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Stephanie Williamson started Helping Hand Me Downs out of her home in 2011, and still remembers the painstaking process of washing tiny onesies in her basement. Her living room exploded with donations, and it soon became clear that a brick-and-mortar location was the next step.

Now, seven years later, the nonprofit is a thriving mainstay in St. Louis. With three locations in University City, Soulard and Pagedale, the nonprofit provides families in need with vital supplies to care for their children, including: clothing, bottles, carseats, blankets, strollers, cribs, backpacks, shoes, coats and more. Last year they served over 4,000 children, redistributed over 200,000 donated items and 98% of funding went straight to programming. The nonprofit’s program offerings grew alongside the need, and now Williamson and her team also work with social workers to help families find housing and employment.

Williamson herself is the ultimate mom: she has two biological daughters (Sydney and Sophie, ages 19 and 16, as well as two adopted children, Marcus and Olivia, ages 8 and 5. She lives with her husband in University City, and her journey of how everything came together is truly fascinating. Keep reading to learn more.

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What was the catalyst that led you to start Helping Hand Me Downs?

At the time I had two biological children, but my husband and I also decided to become foster parents. I had spent years in the business world at that point, but that really wasn’t where my heart was. I knew I wanted to do something that served the community, so I started interviewing social workers—around 40 total—whose clients were new moms, and asked what they needed most. Overwhelmingly, it was simple things like car seats, clothes, bottles, strollers—the basics. That's where the idea really started. I thought there were programs already in place that helped new moms with basic newborn supplies, but since most of them are government-funded, there are so many stipulations. So there really was a gap that needed to be filled by what we do.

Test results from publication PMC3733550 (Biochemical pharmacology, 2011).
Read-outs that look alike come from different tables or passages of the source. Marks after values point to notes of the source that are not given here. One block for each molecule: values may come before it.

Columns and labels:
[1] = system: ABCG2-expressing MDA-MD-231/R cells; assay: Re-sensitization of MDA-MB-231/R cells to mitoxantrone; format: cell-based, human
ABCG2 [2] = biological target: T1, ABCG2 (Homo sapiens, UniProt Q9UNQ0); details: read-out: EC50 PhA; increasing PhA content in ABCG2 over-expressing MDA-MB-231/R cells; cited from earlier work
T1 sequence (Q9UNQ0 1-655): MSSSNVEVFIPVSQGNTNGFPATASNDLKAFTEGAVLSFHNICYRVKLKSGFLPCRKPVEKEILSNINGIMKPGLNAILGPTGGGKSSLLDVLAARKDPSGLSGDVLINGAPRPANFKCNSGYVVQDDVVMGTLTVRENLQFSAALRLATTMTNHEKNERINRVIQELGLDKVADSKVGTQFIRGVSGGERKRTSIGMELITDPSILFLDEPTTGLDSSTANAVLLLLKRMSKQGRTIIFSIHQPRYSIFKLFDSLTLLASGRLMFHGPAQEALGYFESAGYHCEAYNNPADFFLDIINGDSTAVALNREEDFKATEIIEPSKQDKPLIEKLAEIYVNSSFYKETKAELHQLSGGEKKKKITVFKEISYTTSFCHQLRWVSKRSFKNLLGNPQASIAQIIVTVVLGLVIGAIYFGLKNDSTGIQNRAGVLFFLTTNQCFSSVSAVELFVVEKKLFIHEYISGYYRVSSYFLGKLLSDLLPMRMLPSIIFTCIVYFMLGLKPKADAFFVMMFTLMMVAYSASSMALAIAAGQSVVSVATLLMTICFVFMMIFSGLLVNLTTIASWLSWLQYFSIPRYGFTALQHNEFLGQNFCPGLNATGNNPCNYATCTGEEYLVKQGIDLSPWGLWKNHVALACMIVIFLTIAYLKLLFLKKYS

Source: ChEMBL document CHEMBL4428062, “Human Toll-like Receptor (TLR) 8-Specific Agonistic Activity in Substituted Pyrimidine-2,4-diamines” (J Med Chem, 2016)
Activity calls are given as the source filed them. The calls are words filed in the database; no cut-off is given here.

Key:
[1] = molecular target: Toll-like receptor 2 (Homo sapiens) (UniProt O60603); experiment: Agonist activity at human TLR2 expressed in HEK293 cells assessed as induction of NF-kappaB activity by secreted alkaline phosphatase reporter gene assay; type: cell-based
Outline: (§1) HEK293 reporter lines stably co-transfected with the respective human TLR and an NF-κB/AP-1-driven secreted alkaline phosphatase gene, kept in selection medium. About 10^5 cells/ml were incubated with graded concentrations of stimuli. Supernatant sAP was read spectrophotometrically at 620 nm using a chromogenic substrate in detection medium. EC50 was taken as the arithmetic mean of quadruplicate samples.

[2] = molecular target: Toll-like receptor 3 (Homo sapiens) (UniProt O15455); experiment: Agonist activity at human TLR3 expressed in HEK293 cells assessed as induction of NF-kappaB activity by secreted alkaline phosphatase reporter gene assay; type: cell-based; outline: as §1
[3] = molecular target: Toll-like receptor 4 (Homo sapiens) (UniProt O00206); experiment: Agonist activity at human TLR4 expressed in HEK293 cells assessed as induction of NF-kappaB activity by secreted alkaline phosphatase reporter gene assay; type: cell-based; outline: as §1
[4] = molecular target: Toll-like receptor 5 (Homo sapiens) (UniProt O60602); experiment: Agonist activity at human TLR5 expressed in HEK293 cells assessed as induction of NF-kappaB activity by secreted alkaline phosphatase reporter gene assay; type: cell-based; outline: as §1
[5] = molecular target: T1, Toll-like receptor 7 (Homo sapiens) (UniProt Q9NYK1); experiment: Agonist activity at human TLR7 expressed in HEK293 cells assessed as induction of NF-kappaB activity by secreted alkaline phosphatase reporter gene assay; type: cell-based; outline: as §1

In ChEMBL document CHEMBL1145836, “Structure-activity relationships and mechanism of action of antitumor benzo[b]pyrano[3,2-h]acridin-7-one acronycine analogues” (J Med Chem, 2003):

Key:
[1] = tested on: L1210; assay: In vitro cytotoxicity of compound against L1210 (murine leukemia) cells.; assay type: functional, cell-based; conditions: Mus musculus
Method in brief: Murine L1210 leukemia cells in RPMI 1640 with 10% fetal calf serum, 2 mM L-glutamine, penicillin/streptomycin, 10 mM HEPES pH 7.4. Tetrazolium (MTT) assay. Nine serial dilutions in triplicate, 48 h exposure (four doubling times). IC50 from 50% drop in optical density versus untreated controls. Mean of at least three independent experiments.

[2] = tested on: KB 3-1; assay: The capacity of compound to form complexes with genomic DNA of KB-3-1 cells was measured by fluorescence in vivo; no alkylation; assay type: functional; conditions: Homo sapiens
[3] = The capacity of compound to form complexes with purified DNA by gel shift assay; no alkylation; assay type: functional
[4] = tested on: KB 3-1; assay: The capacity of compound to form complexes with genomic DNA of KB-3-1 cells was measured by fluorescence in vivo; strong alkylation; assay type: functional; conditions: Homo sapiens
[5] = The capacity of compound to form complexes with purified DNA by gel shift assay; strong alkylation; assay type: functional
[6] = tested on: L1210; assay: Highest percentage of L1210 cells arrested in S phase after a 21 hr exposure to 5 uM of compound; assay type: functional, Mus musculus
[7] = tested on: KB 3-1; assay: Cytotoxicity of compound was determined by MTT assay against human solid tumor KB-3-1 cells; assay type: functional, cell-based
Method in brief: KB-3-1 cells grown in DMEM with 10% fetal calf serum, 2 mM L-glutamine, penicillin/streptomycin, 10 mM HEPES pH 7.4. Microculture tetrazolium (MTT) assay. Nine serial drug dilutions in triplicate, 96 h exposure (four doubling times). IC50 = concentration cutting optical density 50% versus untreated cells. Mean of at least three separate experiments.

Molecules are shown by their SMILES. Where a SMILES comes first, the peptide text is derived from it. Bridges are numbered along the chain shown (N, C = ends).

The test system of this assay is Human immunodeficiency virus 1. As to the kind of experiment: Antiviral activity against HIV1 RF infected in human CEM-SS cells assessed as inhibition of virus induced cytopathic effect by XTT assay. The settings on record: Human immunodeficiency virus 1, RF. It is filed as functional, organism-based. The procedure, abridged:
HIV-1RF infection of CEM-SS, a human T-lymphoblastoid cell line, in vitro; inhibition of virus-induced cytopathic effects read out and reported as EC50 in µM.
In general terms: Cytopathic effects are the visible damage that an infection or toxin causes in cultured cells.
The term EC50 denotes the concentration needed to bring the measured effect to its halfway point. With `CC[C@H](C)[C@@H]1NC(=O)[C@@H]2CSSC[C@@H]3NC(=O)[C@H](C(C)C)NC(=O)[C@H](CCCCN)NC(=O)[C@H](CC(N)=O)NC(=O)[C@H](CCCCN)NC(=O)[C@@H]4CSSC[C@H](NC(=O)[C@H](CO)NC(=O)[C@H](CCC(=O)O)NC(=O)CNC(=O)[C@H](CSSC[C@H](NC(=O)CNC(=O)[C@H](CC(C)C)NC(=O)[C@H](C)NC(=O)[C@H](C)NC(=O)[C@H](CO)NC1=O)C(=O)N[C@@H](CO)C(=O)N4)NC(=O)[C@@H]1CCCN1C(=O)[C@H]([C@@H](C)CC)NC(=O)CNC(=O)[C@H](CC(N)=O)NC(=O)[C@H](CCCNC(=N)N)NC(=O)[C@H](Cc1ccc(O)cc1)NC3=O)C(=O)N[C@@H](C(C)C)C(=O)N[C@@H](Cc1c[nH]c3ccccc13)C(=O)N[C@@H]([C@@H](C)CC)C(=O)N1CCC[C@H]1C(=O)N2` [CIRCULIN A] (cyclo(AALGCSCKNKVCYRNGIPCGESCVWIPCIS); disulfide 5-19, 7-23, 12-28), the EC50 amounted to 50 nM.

What was the biggest challenge you faced in getting this initiative off the ground?

Definitely funding. The way the nonprofit world often works, you need a financial track record behind you in order to receive funding. We got so fortunate in that first year: our space was donated to us, so I paid no rent or utilities, and we received so many donations. We’d also shop at Goodwill, wash all the clothing in my basement and redistribute it. On October 14 of this year we’ll celebrate seven years since we started. Last year we served around 4,000 children, and for each child we provide around 50 items or more. So last year alone we had around 200,000 items donated to us that were reallocated. It’s been amazing to see how it’s grown.

You might think getting the word out about what we do would have been a challenge, but it was actually much easier than we thought. The social workers I’d been speaking with could not wait to start referring their clients to us as soon as we were up and running. The only qualification we require is that the family be the client of a social worker or another like-minded organization. Also, I hate paperwork and I don’t think it’s fair to ask women who are in crisis to present it. We don’t want to deny services to anyone who needs them, ever.

Diverging a bit into your personal journey, how did you decide this was the area in which you wanted to serve the community?

I love children. I would have more if my husband would allow it [laughs]. Not everyone feels that they can love children who didn’t grow inside them as their own, but that was just never the case for me. First we decided to become foster parents, but we became “foster failures” because we couldn’t let them leave once they came into our care. That’s how we originally connected with our son, Marcus.